Si Cinningham, chair of Bradford Civic Society, writes this week's Getting Bradford Back to Business guest blog......

Some time ago, the Vice Chair of Bradford Civic Society was doing one of the guided walks of Little Germany we’re sometimes asked to host for visitors to Bradford.

This particular tour was for some architectural historian types from down south, and this one fella stopped in his tracks, took in the striking streetscape of Vicar Lane, and declared that this was the “best-preserved merchants’ quarter” he’d ever seen in all his travels across Europe.

Coming back into town recently, I’d forgotten how beautiful Bradford can look – especially when the sun hits that unmistakable golden stone – and I’ve enjoyed getting reacquainted with some of the things we’ve perhaps previously taken for granted.

Whether it’s been a quick pint at The Record Cafe, having a wander around Little Germany, or enjoying the majestic widescreen at Pictureville cinema once again, I’ve relished being a tourist in my own city, and have been impressed by Bradford BID’s efforts to keep our streets alive and animated as things slowly creep back to life.

It’s also important for us to focus on the future too, particularly with so much on the horizon for Bradford – not least our ambitious bid to be the UK City of Culture for 2025.

These are tough times for city centres all around the world, yet there are glimmers of hope in Bradford that should give us reason to be excited for what lies ahead.

New independent shops, bars, and restaurants have opened at the Top of Town – with the promise of more to come; work continues on both the Bradford Live and Darley Street Market sites; Assembly on North Parade has expanded and welcomed new creative workers to the city centre; and plans to improve the streets around there – making it a much more welcoming, pedestrian-friendly destination – are being worked on imminently.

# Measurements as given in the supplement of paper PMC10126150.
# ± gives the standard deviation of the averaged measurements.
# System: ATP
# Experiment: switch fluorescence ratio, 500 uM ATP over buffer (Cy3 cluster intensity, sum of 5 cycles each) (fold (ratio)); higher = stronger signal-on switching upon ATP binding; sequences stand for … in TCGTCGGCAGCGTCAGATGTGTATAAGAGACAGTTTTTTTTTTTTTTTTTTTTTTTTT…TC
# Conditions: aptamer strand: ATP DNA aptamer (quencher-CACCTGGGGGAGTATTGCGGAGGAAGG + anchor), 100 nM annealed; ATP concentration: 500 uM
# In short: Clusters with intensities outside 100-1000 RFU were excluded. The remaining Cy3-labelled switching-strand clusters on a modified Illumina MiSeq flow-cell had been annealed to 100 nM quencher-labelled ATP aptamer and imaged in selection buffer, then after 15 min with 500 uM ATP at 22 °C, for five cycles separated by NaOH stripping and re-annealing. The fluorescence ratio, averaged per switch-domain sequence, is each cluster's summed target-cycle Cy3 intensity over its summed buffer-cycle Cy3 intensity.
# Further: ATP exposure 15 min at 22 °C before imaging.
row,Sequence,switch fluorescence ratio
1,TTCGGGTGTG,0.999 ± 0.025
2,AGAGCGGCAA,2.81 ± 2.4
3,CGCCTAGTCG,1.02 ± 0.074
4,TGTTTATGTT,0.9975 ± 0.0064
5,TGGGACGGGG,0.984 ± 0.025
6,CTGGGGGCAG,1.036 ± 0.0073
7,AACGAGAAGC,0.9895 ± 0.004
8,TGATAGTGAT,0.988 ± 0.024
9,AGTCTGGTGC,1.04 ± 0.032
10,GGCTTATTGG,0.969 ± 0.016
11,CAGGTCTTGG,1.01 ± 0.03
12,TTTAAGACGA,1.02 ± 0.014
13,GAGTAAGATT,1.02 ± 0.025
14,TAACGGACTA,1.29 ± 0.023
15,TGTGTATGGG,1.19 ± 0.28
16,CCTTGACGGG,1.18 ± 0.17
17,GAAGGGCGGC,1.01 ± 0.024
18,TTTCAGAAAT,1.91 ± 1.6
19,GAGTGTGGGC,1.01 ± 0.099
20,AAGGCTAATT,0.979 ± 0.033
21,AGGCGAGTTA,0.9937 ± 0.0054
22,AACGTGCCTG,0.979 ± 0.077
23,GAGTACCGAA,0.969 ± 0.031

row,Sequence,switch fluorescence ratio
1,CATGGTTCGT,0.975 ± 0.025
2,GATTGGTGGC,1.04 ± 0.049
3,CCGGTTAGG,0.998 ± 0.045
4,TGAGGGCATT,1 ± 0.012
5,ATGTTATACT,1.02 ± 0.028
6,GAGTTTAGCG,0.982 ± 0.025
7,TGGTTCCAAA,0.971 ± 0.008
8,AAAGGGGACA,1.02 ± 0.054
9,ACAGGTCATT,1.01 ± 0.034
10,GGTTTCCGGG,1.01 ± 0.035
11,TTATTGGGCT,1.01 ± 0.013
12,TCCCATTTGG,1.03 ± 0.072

There’s also the work that Bradford BID’s ‘Alive’ pillar is doing – in collaboration with others – to ensure that Bradford is putting its best foot forward as we gradually welcome more people back into town.

Old buildings will be illuminated; new blue plaques will be installed; new works of public art will appear; and carefully curated, socially-distant events will be devised to delight the people of Bradford, while supporting our brilliant business community.

I know I am optimistic and ambitious for Bradford, but I don’t walk around the city with rose-tinted specs on. I see the same stuff we all see – urban dereliction, small irritating things like grot-spots or low-level crime, people driving like idiots – and I can’t promise that those things will disappear overnight. But what I can promise is this: The people who are working hard to do something about it, to make Bradford a much better city – people like Bradford BID – are doing the job with so much passion, vigour, and commitment, that it really does give cause to be hopeful, and to imagine much brighter days ahead.